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Visualisation in mathematics learning: canonical images and semiosis Tracy Wylie and Laurinda Brown Kingsfield School, South Gloucestershire and University of Bristol, GSoE, UK

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What is a canonical image? An image that is economical (Breen, 1997, PME 21) in that it gives direct access to the mathematical concept. What does this mean? Why might a teacher and researcher be interested in studying them?

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PME32 Proceedings Trigonometry has been discussed in short orals and a plenary: Plenary, Patrick Thompson, Vol 1 pp. 34-35 Focusing on misconceptions, SOs, Vol 1, p. 264 and p. 267 What is a canonical image for trigonometry?

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The trig image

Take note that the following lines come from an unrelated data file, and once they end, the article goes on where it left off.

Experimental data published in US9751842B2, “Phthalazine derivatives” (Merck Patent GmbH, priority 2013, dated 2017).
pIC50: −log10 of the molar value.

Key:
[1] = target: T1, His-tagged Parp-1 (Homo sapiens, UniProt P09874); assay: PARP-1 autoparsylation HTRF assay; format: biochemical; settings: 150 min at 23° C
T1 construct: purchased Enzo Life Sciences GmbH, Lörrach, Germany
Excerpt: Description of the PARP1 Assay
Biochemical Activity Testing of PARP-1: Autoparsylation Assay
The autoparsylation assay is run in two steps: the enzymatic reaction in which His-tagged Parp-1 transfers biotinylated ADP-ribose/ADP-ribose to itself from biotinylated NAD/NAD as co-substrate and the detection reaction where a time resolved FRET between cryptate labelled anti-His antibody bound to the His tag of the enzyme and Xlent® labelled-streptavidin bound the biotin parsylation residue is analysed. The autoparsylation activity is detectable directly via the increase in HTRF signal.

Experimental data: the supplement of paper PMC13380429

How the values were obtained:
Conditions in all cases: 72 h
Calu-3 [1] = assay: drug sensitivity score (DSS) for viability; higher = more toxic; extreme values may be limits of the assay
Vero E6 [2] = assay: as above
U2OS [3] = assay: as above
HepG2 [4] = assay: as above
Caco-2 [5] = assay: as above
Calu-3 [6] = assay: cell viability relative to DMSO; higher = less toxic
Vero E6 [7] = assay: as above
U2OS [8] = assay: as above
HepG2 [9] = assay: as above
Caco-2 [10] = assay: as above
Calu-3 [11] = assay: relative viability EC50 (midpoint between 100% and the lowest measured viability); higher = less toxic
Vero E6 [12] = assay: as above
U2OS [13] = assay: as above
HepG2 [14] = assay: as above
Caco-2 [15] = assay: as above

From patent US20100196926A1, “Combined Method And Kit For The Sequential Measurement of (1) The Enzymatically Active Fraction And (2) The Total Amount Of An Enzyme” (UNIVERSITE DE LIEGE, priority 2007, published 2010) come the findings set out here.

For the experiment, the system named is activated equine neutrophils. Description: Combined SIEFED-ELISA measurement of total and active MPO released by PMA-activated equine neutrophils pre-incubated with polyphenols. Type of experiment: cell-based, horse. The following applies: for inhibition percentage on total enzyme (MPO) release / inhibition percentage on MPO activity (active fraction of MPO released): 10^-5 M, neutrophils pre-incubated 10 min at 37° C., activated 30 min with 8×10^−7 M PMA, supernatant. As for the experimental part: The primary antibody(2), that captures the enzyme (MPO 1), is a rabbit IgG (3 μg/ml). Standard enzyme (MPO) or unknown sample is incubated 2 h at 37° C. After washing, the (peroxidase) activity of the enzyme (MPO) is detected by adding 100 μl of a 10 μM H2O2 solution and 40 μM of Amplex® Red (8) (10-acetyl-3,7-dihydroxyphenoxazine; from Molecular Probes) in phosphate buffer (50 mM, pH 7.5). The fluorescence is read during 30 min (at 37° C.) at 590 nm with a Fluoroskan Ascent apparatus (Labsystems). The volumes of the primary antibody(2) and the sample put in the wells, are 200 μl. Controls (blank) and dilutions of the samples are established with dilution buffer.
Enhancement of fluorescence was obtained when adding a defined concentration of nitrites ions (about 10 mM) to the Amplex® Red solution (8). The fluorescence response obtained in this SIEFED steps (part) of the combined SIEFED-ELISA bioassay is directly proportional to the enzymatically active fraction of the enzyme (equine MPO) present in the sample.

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How would you do these? Students were asked to write down the value of (1/2 + √3/2) 5 Students were asked to find the general solution to the equation cos (2x + π/6) = 1/√2

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What happened? Hand gesture - Student F appears to be mimicking the shape of the cosine function. His pen is moving back and forth over the crest of the graph. It goes like that [gestures with hand] so it’s gonna be… no you’re gonna have to get the other one is 0 minus whatever the first one is because of the graph [draws on own sheet] ‘cause the graph will be like that and that point there is say π by 3, for instance, and that’s going to be minus…

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Where next? I began this piece of research with a canonical image for trigonometry. I would now suggest that an image is canonical if it can allow an individual working on mathematics to have the flexibility to use the image directly in a number of ways with a variety of problems.

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